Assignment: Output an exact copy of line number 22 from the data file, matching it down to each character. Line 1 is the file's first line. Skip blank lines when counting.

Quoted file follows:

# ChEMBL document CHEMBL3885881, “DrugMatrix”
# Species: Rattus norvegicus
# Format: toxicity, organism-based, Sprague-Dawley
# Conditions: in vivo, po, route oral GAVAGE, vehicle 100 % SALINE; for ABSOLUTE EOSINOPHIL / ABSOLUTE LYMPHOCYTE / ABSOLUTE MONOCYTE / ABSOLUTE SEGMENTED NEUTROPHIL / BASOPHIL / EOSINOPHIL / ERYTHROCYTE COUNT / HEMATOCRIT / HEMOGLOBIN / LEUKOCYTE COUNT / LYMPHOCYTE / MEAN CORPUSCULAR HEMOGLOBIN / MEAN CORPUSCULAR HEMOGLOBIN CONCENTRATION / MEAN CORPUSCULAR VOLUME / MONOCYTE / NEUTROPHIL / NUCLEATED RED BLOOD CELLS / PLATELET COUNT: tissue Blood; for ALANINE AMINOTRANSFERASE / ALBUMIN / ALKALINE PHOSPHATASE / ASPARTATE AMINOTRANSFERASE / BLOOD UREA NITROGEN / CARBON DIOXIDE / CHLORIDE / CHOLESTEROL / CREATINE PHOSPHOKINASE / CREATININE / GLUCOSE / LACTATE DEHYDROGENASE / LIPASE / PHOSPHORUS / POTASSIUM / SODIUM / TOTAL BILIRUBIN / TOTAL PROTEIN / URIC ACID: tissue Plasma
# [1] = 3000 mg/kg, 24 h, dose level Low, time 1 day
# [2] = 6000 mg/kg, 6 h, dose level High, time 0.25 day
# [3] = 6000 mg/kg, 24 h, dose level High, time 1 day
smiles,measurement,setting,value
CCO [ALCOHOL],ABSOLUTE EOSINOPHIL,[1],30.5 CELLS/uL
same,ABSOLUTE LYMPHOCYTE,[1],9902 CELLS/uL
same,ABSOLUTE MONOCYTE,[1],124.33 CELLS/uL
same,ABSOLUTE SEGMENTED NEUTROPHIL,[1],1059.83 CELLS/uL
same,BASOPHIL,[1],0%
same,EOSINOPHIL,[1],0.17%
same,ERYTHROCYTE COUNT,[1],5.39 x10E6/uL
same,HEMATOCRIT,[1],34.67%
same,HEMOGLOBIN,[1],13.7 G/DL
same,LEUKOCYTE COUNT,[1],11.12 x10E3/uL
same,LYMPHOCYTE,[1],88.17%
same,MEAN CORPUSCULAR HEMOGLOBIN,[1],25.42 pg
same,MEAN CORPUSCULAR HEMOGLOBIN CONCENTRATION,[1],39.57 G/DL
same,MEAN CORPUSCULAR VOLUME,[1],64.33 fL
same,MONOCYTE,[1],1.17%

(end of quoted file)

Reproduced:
same,MEAN CORPUSCULAR VOLUME,[1],64.33 fL